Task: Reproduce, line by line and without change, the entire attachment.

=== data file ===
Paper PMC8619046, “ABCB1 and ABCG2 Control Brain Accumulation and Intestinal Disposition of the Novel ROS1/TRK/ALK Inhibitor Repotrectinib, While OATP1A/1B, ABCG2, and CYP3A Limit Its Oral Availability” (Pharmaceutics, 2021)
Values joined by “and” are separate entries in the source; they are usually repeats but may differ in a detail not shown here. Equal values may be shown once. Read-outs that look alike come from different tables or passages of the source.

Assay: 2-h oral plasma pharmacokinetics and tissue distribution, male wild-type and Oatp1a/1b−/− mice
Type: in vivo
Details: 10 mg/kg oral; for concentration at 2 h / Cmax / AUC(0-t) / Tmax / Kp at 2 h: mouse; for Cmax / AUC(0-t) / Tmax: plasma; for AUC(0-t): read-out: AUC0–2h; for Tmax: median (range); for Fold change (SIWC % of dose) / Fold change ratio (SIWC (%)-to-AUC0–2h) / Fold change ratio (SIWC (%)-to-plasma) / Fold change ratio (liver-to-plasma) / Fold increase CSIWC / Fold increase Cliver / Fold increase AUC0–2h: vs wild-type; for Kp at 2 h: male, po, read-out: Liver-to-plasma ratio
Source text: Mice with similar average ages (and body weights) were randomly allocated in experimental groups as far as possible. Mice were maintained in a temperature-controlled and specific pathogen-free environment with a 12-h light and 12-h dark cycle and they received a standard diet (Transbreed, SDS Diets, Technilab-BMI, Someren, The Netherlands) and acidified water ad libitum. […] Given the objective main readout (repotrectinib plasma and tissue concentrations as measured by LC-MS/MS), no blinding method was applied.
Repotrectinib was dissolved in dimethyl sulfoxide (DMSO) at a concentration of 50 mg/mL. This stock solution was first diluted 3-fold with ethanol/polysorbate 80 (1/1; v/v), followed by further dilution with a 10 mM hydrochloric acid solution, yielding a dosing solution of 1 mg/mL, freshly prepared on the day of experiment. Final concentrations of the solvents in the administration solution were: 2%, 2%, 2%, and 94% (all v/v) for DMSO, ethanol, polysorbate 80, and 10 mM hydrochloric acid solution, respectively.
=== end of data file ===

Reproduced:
Paper PMC8619046, “ABCB1 and ABCG2 Control Brain Accumulation and Intestinal Disposition of the Novel ROS1/TRK/ALK Inhibitor Repotrectinib, While OATP1A/1B, ABCG2, and CYP3A Limit Its Oral Availability” (Pharmaceutics, 2021)
Values joined by “and” are separate entries in the source; they are usually repeats but may differ in a detail not shown here. Equal values may be shown once. Read-outs that look alike come from different tables or passages of the source.

Assay: 2-h oral plasma pharmacokinetics and tissue distribution, male wild-type and Oatp1a/1b−/− mice
Type: in vivo
Details: 10 mg/kg oral; for concentration at 2 h / Cmax / AUC(0-t) / Tmax / Kp at 2 h: mouse; for Cmax / AUC(0-t) / Tmax: plasma; for AUC(0-t): read-out: AUC0–2h; for Tmax: median (range); for Fold change (SIWC % of dose) / Fold change ratio (SIWC (%)-to-AUC0–2h) / Fold change ratio (SIWC (%)-to-plasma) / Fold change ratio (liver-to-plasma) / Fold increase CSIWC / Fold increase Cliver / Fold increase AUC0–2h: vs wild-type; for Kp at 2 h: male, po, read-out: Liver-to-plasma ratio
Source text: Mice with similar average ages (and body weights) were randomly allocated in experimental groups as far as possible. Mice were maintained in a temperature-controlled and specific pathogen-free environment with a 12-h light and 12-h dark cycle and they received a standard diet (Transbreed, SDS Diets, Technilab-BMI, Someren, The Netherlands) and acidified water ad libitum. […] Given the objective main readout (repotrectinib plasma and tissue concentrations as measured by LC-MS/MS), no blinding method was applied.
Repotrectinib was dissolved in dimethyl sulfoxide (DMSO) at a concentration of 50 mg/mL. This stock solution was first diluted 3-fold with ethanol/polysorbate 80 (1/1; v/v), followed by further dilution with a 10 mM hydrochloric acid solution, yielding a dosing solution of 1 mg/mL, freshly prepared on the day of experiment. Final concentrations of the solvents in the administration solution were: 2%, 2%, 2%, and 94% (all v/v) for DMSO, ethanol, polysorbate 80, and 10 mM hydrochloric acid solution, respectively.